In 1957, the ball is chaotic, but the socialites aren’t quite as vapid. While still treated with less respect than he deserves, Godfrey finds them amusing. Although almost as ditzy as her 1936 counterpart, unlike her, the 1957 Angelica is the organiser of the charity ball, and, we later learn, runs a charity for wayward girls. Her charity work is ineffective, and she doesn’t trust her wayward girls with the family silver, but she is characterised as warm-hearted. In 1936 Angelica treats her protégé like a pet or a court jester, making him act like a gorilla to cheer up Irene when she has one of her crying fits.

In 1936, Irene is childish and manipulative, putting on crying fits when she doesn’t get her own way, acting tragic when she feels slighted by Godfrey, pretending to be unconscious when trying to force him to stay. In 1957 Irene is a little less manipulative and a little bit more mature and self-aware.

A major difference between the two scripts is that in 1936, Godfrey’s friend is Tommy Grey, a member of a rich Bostonian family who recognises Godfrey as a fellow rich Bostonian with whom he went to Harvard. In 1957, Godfrey’s old friend is Francesca Grey, a much-married, European socialite who may once have been Godfrey’s lover. The story he tells them is also completely different.

In 1936, Godfrey tells Tommy that, bitter about a failed relationship with a woman, he went to the East River with thoughts of suicide and there met the homeless men he would live among. Seeing their resilience, he realised that his privileged upbringing had not prepared him for the vicissitudes of real life. He decided to leave his life of privilege for his spiritual improvement, and for the same reason he took the job as the Bullock’s butler.

In 1957, Godfrey has already told Irene that (despite his seeming as British as they come) he is Austrian (and yes, Irene immediately asks him if he had a pet kangaroo). Godfrey expands on that with Francesca. His father was the Austrian Ambassador in London and Godfrey was educated and worked in England until, with the outbreak of the Second World War, they were expelled from the country and returned to Austria. Godfrey was conscripted to the Luftwaffe and made to bomb the country he loved. Traumatised and with nothing to go back to after the war, Godfrey took up a nomadic life, including working as a sailor which was what brought him to America, albeit illegally. He accepted the job as it provided a home and protection.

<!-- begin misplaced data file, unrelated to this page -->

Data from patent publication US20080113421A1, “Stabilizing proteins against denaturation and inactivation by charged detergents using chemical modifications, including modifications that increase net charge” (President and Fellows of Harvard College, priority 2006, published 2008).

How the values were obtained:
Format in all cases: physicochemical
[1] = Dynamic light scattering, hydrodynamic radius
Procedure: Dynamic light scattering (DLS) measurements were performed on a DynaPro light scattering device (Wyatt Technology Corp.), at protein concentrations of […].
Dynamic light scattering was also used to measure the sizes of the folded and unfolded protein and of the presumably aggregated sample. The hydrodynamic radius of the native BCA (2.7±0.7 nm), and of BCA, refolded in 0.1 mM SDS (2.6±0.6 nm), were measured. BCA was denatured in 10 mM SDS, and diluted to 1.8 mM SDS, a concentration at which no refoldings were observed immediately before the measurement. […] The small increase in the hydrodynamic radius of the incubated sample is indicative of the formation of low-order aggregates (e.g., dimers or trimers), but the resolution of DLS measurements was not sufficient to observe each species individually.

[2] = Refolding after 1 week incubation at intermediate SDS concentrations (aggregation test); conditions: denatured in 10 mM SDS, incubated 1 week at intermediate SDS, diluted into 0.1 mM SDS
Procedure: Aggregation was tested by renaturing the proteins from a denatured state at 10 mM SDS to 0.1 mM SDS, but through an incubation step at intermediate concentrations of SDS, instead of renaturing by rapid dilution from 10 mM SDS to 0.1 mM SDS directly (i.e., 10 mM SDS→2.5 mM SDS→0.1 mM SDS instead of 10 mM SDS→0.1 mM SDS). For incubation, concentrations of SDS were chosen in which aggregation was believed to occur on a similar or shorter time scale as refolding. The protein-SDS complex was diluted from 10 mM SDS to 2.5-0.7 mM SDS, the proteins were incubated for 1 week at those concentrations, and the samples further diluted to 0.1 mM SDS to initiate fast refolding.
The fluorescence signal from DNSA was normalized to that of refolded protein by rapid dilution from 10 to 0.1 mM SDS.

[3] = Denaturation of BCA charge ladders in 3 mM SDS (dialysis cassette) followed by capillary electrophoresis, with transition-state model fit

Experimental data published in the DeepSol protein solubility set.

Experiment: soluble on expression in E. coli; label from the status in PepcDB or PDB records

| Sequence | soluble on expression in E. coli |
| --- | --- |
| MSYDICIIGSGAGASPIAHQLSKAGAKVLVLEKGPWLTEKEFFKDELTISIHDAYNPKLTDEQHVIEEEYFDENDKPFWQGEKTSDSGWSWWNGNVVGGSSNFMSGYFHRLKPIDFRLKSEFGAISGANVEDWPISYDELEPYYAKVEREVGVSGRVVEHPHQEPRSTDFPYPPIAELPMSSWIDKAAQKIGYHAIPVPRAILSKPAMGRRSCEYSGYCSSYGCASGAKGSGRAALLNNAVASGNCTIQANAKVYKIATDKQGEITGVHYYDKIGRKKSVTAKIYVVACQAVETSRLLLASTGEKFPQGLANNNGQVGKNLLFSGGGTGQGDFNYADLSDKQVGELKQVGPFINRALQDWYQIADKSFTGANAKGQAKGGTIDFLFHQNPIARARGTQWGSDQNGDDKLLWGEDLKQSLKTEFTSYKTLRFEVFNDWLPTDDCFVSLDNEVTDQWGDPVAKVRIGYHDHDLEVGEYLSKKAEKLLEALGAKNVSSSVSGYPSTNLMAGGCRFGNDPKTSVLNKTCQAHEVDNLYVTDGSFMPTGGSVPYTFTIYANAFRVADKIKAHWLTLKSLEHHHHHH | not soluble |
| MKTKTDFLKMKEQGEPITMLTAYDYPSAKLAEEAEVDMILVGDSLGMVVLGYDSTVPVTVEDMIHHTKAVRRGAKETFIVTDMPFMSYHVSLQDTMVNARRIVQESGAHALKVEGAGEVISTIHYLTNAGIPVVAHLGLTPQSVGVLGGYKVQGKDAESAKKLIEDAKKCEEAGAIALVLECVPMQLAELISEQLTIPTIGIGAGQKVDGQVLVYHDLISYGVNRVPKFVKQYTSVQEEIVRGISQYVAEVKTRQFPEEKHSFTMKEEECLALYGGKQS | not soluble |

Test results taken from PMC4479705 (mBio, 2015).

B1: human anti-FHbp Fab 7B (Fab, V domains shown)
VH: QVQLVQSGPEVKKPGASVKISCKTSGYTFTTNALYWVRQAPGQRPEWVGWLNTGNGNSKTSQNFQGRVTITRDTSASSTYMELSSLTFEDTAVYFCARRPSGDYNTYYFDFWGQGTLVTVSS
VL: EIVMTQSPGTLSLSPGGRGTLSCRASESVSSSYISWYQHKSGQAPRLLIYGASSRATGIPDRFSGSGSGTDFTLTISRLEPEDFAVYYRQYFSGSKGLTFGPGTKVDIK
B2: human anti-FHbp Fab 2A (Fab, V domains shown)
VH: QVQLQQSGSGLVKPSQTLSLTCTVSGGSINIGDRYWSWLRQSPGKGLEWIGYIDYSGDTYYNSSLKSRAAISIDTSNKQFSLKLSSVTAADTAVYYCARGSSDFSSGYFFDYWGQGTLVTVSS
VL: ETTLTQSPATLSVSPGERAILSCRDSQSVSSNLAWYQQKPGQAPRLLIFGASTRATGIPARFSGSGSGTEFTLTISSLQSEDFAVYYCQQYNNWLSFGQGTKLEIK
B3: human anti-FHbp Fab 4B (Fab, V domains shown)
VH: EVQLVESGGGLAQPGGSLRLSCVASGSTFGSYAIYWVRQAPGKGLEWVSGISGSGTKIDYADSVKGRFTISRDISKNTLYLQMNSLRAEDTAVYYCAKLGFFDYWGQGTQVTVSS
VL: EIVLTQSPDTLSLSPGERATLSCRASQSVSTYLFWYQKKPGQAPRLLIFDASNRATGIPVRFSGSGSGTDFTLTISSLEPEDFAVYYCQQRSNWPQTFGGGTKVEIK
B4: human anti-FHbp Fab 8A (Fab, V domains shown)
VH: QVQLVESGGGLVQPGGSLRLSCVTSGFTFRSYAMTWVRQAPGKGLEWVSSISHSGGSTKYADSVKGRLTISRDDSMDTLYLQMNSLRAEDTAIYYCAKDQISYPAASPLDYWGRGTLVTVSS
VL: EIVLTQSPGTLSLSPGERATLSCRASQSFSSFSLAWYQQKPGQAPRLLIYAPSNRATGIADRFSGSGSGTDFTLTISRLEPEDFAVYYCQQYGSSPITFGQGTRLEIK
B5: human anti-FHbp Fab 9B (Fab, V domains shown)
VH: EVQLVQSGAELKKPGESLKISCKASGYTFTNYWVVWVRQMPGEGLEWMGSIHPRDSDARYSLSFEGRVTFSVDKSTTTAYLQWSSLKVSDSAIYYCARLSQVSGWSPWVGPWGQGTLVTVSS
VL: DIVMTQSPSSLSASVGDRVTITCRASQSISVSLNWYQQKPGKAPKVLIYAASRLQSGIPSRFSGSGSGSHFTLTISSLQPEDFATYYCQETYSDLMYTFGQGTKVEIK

In 1936, Godfrey has persuaded Tommy to invest in a business proposition: to open a swank nightclub, ironically called The Dump, at the very place he lived with the homeless men in order to provide them with jobs and accommodation. When the nightclub is up and running, he decides to leave the Bullocks to move into the club and manage it. In 1957, conscious-stricken that he is in America illegally, Godfrey decides to leave the Bullocks and turn himself into the Immigration Department, where they promptly make plans to deport him.

However, before he leaves, in 1936, Godfrey hands over to Mr Bullock certificates for the shares in his own company Bullock was forced to sell. With the proceeds of pawning the pearl necklace Cornelia put under his mattress, Godfrey played the stock-market, bought those shares and has signed them over to Bullock. Having redeemed the pearls and with no further use for them he returns them to Cornelia. In 1957, Godfrey asks Francesca to persuade her extremely rich fiancé to lend Mr Bullock the money he needs to save his business. He gives no reason for keeping Cordelia’s diamond bracelet, except, perhaps to teach her a lesson.

In 1936, convinced that Godfrey loves her because he put her under the shower when she was pretending to be unconscious, Irene guesses that he would return to the rubbish dump where she found him. She follows Godfrey to the nightclub and, despite his strenuous objections, and from the look on his face, entirely against his will, Irene recruits the mayor of New York, a patron at the nightclub, to perform their marriage ceremony, even without a licence.